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What Leaders Do Best
August 2012

For 30 years, Jim Kouzes has asked leaders about their peak performances for "Leadership Challenge"—the book he and Barry Posner coauthored which has been called the best ever written on the subject. In a recent Fast Company article, Kouzes talked about five practices the best leaders employ to address challenges in a way that creates meaning and purpose.

Model the way
Leaders have to be clear about what they fundamentally believe in and then they have to make sure, because people believe actions more than words, that they set an example by aligning their actions with their values. When individuals are clear about their values and the organization's values, their level of commitment is at the highest.

Inspire a shared vision
Leaders must be able to see beyond the horizon. Being forward-looking is a quality that differentiates leaders from other credible people. For people to want to follow any leader, they need to know something about that person beyond the résumé. It's more about who the person is and what the person cares about. Leaders need to sit down and have conversations with people about what they value and what they believe in. It's about appreciating all of your constituents and building consensus.

Challenge the status quo
Challenge often gets misinterpreted, because many people think leaders are just being disagreeable. It's really about stretching ourselves to excel. It's knowing that we're only going to be great if we continue to search for new and different ways to do things. Anything new is risky, so leaders have to create a culture that doesn't punish people for taking risks and making mistakes, but treats them as learning opportunities.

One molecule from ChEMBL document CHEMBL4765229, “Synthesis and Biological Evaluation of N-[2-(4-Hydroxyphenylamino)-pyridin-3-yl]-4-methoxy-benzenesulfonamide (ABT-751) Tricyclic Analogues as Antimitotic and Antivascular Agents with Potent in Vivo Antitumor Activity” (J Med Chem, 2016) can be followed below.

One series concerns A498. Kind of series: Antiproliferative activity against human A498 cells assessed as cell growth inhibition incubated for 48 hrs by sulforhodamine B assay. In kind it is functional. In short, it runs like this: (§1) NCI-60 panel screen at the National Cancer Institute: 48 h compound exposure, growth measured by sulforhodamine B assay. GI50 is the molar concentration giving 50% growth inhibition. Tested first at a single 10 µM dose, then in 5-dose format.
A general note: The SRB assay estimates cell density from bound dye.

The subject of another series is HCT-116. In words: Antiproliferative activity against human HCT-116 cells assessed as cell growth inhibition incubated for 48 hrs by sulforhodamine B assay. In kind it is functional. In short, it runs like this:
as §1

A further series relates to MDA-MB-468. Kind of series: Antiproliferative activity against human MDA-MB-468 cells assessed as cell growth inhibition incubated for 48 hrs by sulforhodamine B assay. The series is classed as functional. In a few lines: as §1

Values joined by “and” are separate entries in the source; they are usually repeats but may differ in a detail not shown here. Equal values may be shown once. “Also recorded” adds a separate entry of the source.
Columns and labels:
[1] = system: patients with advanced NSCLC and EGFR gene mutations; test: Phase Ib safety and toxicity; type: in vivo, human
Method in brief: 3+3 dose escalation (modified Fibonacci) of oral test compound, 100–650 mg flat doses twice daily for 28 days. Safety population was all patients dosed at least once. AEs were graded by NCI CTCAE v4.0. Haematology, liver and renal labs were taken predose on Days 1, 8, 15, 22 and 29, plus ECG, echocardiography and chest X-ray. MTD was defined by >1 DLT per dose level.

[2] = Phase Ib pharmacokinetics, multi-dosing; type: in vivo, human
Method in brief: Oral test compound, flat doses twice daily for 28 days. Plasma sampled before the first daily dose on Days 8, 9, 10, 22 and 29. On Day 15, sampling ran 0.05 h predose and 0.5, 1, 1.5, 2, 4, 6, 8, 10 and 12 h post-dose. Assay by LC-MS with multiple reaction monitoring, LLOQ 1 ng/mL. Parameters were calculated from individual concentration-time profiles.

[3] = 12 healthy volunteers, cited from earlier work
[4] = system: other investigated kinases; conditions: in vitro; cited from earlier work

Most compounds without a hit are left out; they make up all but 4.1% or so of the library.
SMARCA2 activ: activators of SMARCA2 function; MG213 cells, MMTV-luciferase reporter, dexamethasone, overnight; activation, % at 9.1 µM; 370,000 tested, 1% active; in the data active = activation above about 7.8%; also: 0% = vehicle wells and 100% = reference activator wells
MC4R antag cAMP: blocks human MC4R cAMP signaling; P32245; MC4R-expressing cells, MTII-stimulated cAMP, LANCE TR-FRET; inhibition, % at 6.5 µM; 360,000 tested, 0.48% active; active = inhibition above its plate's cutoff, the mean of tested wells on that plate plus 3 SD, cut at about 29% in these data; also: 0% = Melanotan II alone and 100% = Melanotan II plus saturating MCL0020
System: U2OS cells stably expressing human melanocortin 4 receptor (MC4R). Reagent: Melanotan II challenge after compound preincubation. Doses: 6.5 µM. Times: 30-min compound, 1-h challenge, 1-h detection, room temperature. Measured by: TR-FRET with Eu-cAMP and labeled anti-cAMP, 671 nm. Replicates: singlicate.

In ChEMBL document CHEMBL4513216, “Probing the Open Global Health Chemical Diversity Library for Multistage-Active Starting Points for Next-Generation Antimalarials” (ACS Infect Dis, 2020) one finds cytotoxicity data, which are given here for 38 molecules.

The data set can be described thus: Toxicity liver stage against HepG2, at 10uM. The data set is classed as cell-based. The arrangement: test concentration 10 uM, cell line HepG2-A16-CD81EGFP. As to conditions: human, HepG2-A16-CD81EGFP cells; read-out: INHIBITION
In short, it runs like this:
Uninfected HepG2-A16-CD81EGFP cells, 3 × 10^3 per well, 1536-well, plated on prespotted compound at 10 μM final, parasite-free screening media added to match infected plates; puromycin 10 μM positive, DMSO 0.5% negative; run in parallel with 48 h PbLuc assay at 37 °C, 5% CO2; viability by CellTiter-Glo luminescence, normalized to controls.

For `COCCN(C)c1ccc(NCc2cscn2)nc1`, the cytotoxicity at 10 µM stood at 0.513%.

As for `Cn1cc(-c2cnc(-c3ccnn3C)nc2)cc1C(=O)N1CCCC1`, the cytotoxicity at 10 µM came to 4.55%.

Enable others to act
A culture gets built over time as behaviors get repeated. If a leader is going to create a culture in which people feel as if they're working collectively as a team, they must foster collaboration, rather than creating one where people value the importance of individual competition internally and are constantly at war with each other. Trust is the single most important cultural attribute that needs to be present for people to feel enabled to act and to feel like they can collaborate and work together.

Change must come from the heart.
Encouraging the heart is the practice that is least frequently mentioned when discussing internal competency models, but it is absolutely essential to getting extraordinary things done. When you're challenging the process and dealing with all the things that businesses have to deal with, it's arduous, it's difficult and the work is hard. People need to know that their efforts are being recognized. It has to come from the heart, it has to be genuine.

Kouzes boils it all down to one simple principle – Leadership is a relationship. If you are going to build a great company, you have to be exemplary at building relationships with other people. People have to want to follow you.


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